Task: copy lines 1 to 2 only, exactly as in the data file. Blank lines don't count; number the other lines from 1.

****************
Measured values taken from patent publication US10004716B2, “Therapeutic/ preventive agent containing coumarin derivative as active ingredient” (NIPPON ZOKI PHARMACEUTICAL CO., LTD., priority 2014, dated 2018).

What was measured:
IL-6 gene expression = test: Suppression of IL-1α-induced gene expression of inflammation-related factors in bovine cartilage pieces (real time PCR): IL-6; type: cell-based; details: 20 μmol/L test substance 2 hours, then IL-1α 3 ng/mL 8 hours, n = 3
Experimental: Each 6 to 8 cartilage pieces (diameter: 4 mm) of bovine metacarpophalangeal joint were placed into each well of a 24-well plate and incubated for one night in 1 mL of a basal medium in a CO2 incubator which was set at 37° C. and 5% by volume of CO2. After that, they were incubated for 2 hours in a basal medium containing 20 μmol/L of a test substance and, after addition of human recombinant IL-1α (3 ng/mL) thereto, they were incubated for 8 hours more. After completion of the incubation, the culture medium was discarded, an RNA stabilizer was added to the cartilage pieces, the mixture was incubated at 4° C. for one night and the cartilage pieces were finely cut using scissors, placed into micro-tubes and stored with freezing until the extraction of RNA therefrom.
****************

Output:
Measured values taken from patent publication US10004716B2, “Therapeutic/ preventive agent containing coumarin derivative as active ingredient” (NIPPON ZOKI PHARMACEUTICAL CO., LTD., priority 2014, dated 2018).

What was measured: